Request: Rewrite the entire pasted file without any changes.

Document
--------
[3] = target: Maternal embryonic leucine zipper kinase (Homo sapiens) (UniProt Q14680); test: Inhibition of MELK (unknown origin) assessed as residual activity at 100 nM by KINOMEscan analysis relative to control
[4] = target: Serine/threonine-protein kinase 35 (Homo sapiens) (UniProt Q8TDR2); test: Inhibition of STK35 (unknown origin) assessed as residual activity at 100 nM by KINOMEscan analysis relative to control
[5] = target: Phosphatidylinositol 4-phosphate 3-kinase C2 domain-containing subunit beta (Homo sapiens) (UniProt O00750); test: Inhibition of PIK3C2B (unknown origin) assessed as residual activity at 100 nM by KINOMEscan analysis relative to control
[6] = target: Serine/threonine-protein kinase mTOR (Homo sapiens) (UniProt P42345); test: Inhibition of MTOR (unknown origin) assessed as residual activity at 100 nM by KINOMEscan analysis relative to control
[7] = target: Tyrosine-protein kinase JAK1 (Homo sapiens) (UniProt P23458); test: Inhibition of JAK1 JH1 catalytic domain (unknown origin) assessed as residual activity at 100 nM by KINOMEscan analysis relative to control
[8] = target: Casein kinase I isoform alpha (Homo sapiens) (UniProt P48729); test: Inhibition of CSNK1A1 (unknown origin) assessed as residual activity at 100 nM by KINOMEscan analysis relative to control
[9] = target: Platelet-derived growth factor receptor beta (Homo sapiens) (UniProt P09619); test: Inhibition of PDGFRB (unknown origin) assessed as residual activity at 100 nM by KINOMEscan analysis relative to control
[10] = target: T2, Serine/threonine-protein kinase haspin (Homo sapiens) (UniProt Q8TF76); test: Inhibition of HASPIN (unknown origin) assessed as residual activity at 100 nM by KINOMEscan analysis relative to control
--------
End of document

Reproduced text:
[3] = target: Maternal embryonic leucine zipper kinase (Homo sapiens) (UniProt Q14680); test: Inhibition of MELK (unknown origin) assessed as residual activity at 100 nM by KINOMEscan analysis relative to control
[4] = target: Serine/threonine-protein kinase 35 (Homo sapiens) (UniProt Q8TDR2); test: Inhibition of STK35 (unknown origin) assessed as residual activity at 100 nM by KINOMEscan analysis relative to control
[5] = target: Phosphatidylinositol 4-phosphate 3-kinase C2 domain-containing subunit beta (Homo sapiens) (UniProt O00750); test: Inhibition of PIK3C2B (unknown origin) assessed as residual activity at 100 nM by KINOMEscan analysis relative to control
[6] = target: Serine/threonine-protein kinase mTOR (Homo sapiens) (UniProt P42345); test: Inhibition of MTOR (unknown origin) assessed as residual activity at 100 nM by KINOMEscan analysis relative to control
[7] = target: Tyrosine-protein kinase JAK1 (Homo sapiens) (UniProt P23458); test: Inhibition of JAK1 JH1 catalytic domain (unknown origin) assessed as residual activity at 100 nM by KINOMEscan analysis relative to control
[8] = target: Casein kinase I isoform alpha (Homo sapiens) (UniProt P48729); test: Inhibition of CSNK1A1 (unknown origin) assessed as residual activity at 100 nM by KINOMEscan analysis relative to control
[9] = target: Platelet-derived growth factor receptor beta (Homo sapiens) (UniProt P09619); test: Inhibition of PDGFRB (unknown origin) assessed as residual activity at 100 nM by KINOMEscan analysis relative to control
[10] = target: T2, Serine/threonine-protein kinase haspin (Homo sapiens) (UniProt Q8TF76); test: Inhibition of HASPIN (unknown origin) assessed as residual activity at 100 nM by KINOMEscan analysis relative to control